CHILDREN needing hospital treatment due to chest infections may have dropped by as much as a fifth since anti-smoking laws were introduced, research suggests.

A study led by the University of Edinburgh and the Erasmus University Medical Centre in the Netherlands combined data from 41 papers in countries where tobacco control policies have been introduced.

The figures suggest rates of children requiring hospital care for severe chest infections have dropped by more than 18% since bans were introduced.

Professor Aziz Sheikh, director of the University of Edinburgh's Usher Institute and the Asthma UK Centre for Applied Research, said: "Our evaluation provides compelling evidence of the considerable impact of tobacco control policies on child health.

"This work should spur governments to take action to implement tried and tested policies - strongly advocated by the World Health Organization - to reduce second-hand smoke exposure and improve a range of important health outcomes in infants and children."

Data was taken from more than 57 million births and 2.7 million hospital admissions.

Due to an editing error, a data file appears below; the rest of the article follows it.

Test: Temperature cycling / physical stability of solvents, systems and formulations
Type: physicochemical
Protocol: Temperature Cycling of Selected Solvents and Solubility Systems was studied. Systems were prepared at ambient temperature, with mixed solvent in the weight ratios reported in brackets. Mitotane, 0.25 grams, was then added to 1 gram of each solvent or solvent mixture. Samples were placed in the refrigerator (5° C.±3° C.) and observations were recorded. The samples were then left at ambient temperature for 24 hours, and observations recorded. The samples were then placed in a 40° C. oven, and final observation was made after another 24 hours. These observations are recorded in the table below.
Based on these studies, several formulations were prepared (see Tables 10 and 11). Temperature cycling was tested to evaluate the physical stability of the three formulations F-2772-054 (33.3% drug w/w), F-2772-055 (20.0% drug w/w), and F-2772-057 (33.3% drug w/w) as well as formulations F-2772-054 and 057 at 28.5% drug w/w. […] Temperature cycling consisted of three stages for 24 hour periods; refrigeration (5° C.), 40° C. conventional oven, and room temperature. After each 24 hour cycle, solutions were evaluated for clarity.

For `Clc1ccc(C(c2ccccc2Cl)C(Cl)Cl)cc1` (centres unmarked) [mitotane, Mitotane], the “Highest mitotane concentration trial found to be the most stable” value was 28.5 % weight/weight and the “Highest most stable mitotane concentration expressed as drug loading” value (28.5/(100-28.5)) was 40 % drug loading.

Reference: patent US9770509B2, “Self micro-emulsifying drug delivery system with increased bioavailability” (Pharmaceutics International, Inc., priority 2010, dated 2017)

The paper estimates severe asthma attacks have also fallen by almost 10% while the number of babies born prematurely has dropped by around 4% overall.

Dr Jasper Been, of the Erasmus Medical Centre, said: "Our study demonstrates that children's health benefits substantially from smoke-free laws and raising tobacco prices.

"To protect the health of some of the most vulnerable members of society, implementation of such tobacco control policies should be accelerated across the globe. The effectiveness of additional strategies also needs to be evaluated."

About half of all children globally are regularly exposed to tobacco smoke.

Children who breathe second-hand smoke are more prone to serious chest infections such as pneumonia and bronchitis.

They are also more likely to develop asthma and attacks can be more severe, needing hospital care.

Babies of mothers who smoke during pregnancy have a higher chance of being born early, which exposes them to health complications in later life.